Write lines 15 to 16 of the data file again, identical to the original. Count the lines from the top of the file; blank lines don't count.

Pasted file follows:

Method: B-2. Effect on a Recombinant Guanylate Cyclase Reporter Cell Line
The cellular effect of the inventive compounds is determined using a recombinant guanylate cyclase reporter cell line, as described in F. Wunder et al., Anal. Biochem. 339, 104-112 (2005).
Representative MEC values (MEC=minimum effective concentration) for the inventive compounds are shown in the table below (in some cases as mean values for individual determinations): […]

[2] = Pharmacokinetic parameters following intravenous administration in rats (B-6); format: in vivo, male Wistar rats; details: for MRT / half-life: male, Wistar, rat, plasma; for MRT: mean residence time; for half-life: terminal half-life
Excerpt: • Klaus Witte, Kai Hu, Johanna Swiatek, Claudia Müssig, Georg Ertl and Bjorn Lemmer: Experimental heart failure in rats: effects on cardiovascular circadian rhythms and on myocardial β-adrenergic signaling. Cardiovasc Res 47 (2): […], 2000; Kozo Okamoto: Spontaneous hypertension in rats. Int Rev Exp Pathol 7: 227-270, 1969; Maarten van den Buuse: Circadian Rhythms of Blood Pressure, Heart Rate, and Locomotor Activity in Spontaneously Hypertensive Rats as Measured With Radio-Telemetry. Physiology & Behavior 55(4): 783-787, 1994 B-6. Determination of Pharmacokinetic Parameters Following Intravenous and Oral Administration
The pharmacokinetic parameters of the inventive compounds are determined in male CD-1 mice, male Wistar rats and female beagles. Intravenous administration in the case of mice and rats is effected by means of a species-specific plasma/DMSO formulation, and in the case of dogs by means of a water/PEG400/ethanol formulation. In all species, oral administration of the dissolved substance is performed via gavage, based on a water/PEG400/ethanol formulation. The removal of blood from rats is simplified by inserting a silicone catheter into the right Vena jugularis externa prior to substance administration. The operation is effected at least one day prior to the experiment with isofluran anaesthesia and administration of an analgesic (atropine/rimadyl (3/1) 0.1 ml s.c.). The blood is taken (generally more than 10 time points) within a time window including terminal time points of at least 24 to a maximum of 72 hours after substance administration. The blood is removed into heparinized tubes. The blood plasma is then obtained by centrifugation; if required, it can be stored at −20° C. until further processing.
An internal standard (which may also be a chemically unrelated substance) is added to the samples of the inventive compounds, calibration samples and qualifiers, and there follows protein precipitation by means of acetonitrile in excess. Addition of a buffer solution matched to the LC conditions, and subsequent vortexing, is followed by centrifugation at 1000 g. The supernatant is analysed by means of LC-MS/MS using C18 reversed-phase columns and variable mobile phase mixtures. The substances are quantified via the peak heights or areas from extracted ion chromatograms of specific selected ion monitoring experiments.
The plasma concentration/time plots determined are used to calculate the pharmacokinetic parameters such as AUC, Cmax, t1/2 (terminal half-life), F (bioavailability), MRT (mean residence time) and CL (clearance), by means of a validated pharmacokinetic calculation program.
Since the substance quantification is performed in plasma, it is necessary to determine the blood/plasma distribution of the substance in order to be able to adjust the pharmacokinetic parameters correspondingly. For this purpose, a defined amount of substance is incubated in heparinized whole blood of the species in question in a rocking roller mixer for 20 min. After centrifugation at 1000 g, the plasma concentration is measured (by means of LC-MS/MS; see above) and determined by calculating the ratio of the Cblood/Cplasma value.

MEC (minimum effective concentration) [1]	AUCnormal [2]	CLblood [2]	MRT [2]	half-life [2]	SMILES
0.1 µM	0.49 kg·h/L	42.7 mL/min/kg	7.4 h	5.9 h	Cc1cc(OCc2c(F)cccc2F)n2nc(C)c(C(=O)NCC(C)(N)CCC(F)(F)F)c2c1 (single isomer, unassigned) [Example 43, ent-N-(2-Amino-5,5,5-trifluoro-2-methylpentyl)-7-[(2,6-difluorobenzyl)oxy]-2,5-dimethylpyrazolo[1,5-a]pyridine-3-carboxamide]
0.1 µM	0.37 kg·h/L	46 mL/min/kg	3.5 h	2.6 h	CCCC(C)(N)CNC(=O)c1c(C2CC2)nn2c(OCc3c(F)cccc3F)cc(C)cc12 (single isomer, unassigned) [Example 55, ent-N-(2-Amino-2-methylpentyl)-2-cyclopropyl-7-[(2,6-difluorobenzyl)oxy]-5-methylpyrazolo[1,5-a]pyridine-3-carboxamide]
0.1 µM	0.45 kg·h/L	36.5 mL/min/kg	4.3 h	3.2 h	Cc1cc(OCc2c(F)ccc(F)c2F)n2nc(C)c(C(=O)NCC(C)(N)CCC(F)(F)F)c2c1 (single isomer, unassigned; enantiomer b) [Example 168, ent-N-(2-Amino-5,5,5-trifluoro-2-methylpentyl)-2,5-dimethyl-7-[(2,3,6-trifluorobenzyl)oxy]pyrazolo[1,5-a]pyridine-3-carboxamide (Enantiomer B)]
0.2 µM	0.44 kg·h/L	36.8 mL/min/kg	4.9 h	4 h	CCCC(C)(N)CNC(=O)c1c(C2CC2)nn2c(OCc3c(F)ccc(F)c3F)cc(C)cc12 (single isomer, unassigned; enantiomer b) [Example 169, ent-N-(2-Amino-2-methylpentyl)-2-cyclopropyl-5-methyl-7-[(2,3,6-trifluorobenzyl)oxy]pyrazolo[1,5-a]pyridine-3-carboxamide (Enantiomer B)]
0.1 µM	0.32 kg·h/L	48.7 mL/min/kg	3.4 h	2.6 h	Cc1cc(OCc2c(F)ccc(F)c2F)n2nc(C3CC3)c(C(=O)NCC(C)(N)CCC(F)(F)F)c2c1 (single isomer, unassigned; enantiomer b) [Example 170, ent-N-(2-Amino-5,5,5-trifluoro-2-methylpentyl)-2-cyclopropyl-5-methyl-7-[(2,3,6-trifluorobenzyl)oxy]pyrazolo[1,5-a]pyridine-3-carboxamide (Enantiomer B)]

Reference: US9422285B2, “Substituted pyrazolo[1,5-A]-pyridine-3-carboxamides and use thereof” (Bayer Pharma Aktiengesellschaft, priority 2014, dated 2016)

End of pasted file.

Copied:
0.1 µM	0.32 kg·h/L	48.7 mL/min/kg	3.4 h	2.6 h	Cc1cc(OCc2c(F)ccc(F)c2F)n2nc(C3CC3)c(C(=O)NCC(C)(N)CCC(F)(F)F)c2c1 (single isomer, unassigned; enantiomer b) [Example 170, ent-N-(2-Amino-5,5,5-trifluoro-2-methylpentyl)-2-cyclopropyl-5-methyl-7-[(2,3,6-trifluorobenzyl)oxy]pyrazolo[1,5-a]pyridine-3-carboxamide (Enantiomer B)]

Reference: US9422285B2, “Substituted pyrazolo[1,5-A]-pyridine-3-carboxamides and use thereof” (Bayer Pharma Aktiengesellschaft, priority 2014, dated 2016)